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US to reduce tariffs on most softwood producers, raise them for West Fraser


February 1, 2022
By Maria Church
Photo: Annex Business Media.

With its latest preliminary review on Canadian softwood lumber shipments, the U.S. Department of Commerce is indicating it will reduce tariffs for most Canadian producers but increase them for B.C.-based West Fraser.

The department announced yesterday the combined countervailing and anti-dumping duties for most lumber companies will be reduced from 17.91 per cent to 11.64 per cent. West Fraser’s new rate will be 13.09 per cent, a bump up from its current 11.14 per cent.

Resolute Forest Products, Canfor and J.D. Irving will all see their rates lowered:

  • West Fraser: 13.09%, up from 11.14%
  • Resolute Forest Products: 20.24%, down from 29.66%
  • Canfor: 6.75%, down from 19.54
  • J.D. Irving: 7.09%, down from 15.05%
  • Others: 11.64%, down from 17.91%

The rate changes will take place following the U.S. department’s issuing of final results, expected in June.

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Canada’s Trade Minister Mary Ng expressed support for the lumber industry in a statement issued yesterday. “The Government of Canada will continue to stand up for Canada’s forestry sector through all available avenues, including litigation under NAFTA and the Canada-United States-Mexico Agreement, and at the WTO.”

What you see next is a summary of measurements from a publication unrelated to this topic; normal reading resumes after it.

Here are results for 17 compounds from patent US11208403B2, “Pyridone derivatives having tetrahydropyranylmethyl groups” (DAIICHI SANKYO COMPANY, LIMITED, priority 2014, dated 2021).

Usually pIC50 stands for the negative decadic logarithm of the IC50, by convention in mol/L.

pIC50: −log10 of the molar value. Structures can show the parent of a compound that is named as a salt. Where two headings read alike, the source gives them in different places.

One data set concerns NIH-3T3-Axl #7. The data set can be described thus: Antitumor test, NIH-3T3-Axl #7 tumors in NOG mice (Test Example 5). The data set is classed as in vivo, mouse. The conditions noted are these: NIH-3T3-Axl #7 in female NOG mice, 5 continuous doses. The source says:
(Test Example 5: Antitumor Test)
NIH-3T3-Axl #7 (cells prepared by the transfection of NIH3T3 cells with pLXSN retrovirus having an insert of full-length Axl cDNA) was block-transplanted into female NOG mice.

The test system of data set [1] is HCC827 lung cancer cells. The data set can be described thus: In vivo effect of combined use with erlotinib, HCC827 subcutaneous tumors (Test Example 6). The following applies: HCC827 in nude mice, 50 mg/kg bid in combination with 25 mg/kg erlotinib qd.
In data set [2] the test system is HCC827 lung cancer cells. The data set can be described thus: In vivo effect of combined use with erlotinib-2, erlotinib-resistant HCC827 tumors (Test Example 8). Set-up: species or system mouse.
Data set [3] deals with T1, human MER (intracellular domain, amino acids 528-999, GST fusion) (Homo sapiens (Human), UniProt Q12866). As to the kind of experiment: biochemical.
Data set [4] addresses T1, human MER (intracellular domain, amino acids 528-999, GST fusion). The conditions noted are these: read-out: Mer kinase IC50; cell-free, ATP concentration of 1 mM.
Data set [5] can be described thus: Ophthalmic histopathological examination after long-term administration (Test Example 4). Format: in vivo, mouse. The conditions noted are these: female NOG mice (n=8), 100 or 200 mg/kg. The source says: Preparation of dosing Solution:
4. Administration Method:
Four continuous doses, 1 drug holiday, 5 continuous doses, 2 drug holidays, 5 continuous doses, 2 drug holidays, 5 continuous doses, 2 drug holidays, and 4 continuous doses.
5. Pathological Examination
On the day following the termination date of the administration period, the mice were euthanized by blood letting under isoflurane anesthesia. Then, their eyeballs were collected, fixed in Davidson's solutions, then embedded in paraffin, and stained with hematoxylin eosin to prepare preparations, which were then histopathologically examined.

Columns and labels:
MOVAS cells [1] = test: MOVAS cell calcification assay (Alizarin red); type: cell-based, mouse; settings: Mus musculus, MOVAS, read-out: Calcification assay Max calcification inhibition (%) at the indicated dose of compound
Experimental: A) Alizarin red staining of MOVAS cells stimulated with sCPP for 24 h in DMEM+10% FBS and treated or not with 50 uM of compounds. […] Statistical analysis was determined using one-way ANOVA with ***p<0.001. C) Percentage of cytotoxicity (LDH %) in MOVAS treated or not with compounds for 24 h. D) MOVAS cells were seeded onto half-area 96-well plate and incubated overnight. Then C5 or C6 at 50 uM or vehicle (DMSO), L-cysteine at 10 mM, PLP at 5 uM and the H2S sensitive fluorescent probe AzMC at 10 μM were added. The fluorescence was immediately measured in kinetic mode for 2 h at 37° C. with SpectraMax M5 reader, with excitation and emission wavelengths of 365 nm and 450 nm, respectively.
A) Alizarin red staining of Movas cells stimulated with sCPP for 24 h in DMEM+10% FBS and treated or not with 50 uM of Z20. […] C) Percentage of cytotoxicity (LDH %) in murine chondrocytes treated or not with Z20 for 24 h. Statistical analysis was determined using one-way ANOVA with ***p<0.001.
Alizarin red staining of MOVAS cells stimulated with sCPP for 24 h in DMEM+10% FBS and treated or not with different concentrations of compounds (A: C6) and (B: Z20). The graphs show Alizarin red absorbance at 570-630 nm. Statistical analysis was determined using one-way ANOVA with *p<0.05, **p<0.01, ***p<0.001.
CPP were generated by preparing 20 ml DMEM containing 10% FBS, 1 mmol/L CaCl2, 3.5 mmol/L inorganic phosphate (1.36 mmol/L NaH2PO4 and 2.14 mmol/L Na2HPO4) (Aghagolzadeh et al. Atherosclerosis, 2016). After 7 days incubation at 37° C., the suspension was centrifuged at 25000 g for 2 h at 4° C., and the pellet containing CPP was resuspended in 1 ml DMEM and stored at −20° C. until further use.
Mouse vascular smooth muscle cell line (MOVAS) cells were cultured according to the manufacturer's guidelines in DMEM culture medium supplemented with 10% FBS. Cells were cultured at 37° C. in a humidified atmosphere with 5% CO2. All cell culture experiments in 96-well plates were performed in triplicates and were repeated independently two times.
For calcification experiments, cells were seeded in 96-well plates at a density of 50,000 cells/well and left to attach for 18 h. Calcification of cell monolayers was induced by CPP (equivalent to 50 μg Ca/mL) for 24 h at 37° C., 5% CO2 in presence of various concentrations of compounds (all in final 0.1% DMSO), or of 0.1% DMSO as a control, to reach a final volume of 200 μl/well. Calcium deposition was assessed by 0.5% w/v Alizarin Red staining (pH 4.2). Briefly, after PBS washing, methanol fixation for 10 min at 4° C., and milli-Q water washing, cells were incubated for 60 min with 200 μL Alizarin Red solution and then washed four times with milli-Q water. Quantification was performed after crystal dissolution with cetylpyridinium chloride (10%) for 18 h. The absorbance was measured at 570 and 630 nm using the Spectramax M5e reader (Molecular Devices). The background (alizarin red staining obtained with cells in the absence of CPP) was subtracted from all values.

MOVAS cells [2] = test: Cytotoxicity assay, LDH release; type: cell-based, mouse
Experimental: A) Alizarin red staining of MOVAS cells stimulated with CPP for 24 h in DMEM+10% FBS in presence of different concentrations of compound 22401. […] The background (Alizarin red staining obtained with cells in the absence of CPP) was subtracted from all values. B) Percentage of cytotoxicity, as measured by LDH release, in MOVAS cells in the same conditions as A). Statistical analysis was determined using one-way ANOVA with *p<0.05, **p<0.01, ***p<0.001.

Ng said the duties hurt Canadian businesses and communities, but also U.S. customers.

“The United States has long relied on high-quality Canadian lumber to meet its needs for housing and innovative building materials. Since the beginning of the COVID-19 pandemic, the world has seen record-setting softwood lumber prices and a growing demand for Canadian lumber,” she said.

Chuck Fowke, chairman of the National Association of Home Builders, welcomed news of the duties reduction and pushed for a new Canada-U.S. softwood lumber agreement that would eliminate them entirely.

“Reducing these tariffs is an important step forward to addressing America’s growing housing affordability crisis and easing extreme price swings in the lumber market that have added more than $18,600 to the price of a new home since late summer,” Fowke said in a statement.

In a statement yesterday, the U.S. Lumber Coalition noted the U.S. industry’s “robust” sawmill investment and capacity expansion since the initial duties in 2016. “The U.S. industry appears on track to have produced an additional 17.5 billion board feet of lumber through 2021, averaging 3.5 billion a year.”